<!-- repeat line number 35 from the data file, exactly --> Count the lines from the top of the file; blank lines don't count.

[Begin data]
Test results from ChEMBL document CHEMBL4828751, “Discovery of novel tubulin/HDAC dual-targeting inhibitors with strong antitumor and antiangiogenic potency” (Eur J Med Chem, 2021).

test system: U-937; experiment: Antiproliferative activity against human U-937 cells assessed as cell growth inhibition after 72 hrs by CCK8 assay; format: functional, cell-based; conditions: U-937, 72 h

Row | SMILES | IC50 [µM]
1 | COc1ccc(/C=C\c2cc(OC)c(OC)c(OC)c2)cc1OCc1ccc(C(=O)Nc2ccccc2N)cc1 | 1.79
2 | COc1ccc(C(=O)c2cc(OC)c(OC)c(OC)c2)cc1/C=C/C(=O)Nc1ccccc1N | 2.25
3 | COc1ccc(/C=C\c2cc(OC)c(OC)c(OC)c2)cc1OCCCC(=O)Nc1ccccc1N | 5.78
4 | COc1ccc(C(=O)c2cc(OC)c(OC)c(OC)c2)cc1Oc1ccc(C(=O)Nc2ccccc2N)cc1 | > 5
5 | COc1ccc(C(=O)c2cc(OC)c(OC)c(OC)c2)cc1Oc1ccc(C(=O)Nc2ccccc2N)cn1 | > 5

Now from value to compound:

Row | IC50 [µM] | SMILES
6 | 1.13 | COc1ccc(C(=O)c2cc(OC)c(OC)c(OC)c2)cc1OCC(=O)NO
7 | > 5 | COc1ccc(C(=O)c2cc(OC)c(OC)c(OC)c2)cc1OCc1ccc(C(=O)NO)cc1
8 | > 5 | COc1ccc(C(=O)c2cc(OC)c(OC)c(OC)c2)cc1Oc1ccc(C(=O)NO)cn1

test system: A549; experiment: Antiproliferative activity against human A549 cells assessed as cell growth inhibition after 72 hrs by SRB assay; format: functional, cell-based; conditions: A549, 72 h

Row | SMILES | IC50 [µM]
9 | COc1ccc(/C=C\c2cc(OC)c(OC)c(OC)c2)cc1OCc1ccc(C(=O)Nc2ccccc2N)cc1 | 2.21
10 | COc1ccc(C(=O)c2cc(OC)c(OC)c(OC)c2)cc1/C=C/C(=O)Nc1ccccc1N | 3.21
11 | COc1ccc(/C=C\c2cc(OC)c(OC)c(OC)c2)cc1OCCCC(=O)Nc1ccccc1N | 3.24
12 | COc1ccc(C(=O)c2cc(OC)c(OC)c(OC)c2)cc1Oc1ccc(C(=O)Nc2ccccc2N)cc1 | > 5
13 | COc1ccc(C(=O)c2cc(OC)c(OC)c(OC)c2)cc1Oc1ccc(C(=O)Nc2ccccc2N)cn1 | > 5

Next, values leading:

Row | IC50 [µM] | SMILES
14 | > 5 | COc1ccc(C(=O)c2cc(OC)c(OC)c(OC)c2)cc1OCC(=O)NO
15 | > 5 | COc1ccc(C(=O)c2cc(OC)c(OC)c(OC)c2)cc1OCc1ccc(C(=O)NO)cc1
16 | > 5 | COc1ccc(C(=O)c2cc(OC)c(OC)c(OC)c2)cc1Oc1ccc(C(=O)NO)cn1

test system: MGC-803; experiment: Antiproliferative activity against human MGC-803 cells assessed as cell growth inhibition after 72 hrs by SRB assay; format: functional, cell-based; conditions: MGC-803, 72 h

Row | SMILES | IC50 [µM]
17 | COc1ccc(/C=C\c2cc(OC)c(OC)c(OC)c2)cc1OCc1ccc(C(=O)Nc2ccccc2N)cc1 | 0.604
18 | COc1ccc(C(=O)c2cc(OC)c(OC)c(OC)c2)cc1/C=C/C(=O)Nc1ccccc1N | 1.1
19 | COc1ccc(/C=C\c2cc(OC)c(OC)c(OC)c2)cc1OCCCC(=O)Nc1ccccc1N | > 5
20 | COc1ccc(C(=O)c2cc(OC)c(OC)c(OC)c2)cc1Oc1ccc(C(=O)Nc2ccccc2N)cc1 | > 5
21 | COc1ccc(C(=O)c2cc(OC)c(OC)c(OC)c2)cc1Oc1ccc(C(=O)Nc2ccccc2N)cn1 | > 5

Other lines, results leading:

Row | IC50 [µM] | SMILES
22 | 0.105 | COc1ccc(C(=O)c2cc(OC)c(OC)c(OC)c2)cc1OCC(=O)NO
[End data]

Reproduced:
22 | 0.105 | COc1ccc(C(=O)c2cc(OC)c(OC)c(OC)c2)cc1OCC(=O)NO